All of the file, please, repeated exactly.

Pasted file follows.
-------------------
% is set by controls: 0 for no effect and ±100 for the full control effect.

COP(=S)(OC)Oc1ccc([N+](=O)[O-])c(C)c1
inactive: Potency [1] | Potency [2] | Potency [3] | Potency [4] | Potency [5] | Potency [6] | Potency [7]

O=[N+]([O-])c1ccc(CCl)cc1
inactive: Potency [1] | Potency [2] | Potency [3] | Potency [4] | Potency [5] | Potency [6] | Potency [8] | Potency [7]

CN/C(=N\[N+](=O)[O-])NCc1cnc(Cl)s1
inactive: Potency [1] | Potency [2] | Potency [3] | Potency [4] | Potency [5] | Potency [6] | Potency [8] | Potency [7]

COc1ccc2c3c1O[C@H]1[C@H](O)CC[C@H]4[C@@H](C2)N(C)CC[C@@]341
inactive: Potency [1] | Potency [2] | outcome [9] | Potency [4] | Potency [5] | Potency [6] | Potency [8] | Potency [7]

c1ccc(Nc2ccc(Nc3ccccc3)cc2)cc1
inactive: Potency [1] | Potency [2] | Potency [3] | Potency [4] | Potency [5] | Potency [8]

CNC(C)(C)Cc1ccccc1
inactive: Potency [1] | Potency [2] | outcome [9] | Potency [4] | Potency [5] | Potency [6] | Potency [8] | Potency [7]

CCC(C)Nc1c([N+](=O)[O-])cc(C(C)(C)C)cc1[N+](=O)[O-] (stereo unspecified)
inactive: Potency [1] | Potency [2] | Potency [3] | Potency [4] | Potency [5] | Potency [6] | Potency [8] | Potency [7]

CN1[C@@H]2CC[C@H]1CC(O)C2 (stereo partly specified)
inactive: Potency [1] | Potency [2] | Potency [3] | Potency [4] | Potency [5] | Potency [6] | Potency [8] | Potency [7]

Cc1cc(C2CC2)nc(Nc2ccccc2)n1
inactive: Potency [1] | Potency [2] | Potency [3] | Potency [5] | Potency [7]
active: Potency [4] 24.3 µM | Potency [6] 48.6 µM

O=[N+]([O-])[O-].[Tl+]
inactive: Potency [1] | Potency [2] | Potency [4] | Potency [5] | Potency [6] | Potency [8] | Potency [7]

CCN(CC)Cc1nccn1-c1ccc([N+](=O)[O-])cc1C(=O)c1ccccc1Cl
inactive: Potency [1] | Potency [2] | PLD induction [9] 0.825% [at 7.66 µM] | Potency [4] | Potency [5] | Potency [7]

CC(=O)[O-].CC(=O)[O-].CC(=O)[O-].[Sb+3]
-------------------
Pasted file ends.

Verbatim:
% is set by controls: 0 for no effect and ±100 for the full control effect.

COP(=S)(OC)Oc1ccc([N+](=O)[O-])c(C)c1
inactive: Potency [1] | Potency [2] | Potency [3] | Potency [4] | Potency [5] | Potency [6] | Potency [7]

O=[N+]([O-])c1ccc(CCl)cc1
inactive: Potency [1] | Potency [2] | Potency [3] | Potency [4] | Potency [5] | Potency [6] | Potency [8] | Potency [7]

CN/C(=N\[N+](=O)[O-])NCc1cnc(Cl)s1
inactive: Potency [1] | Potency [2] | Potency [3] | Potency [4] | Potency [5] | Potency [6] | Potency [8] | Potency [7]

COc1ccc2c3c1O[C@H]1[C@H](O)CC[C@H]4[C@@H](C2)N(C)CC[C@@]341
inactive: Potency [1] | Potency [2] | outcome [9] | Potency [4] | Potency [5] | Potency [6] | Potency [8] | Potency [7]

c1ccc(Nc2ccc(Nc3ccccc3)cc2)cc1
inactive: Potency [1] | Potency [2] | Potency [3] | Potency [4] | Potency [5] | Potency [8]

CNC(C)(C)Cc1ccccc1
inactive: Potency [1] | Potency [2] | outcome [9] | Potency [4] | Potency [5] | Potency [6] | Potency [8] | Potency [7]

CCC(C)Nc1c([N+](=O)[O-])cc(C(C)(C)C)cc1[N+](=O)[O-] (stereo unspecified)
inactive: Potency [1] | Potency [2] | Potency [3] | Potency [4] | Potency [5] | Potency [6] | Potency [8] | Potency [7]

CN1[C@@H]2CC[C@H]1CC(O)C2 (stereo partly specified)
inactive: Potency [1] | Potency [2] | Potency [3] | Potency [4] | Potency [5] | Potency [6] | Potency [8] | Potency [7]

Cc1cc(C2CC2)nc(Nc2ccccc2)n1
inactive: Potency [1] | Potency [2] | Potency [3] | Potency [5] | Potency [7]
active: Potency [4] 24.3 µM | Potency [6] 48.6 µM

O=[N+]([O-])[O-].[Tl+]
inactive: Potency [1] | Potency [2] | Potency [4] | Potency [5] | Potency [6] | Potency [8] | Potency [7]

CCN(CC)Cc1nccn1-c1ccc([N+](=O)[O-])cc1C(=O)c1ccccc1Cl
inactive: Potency [1] | Potency [2] | PLD induction [9] 0.825% [at 7.66 µM] | Potency [4] | Potency [5] | Potency [7]

CC(=O)[O-].CC(=O)[O-].CC(=O)[O-].[Sb+3]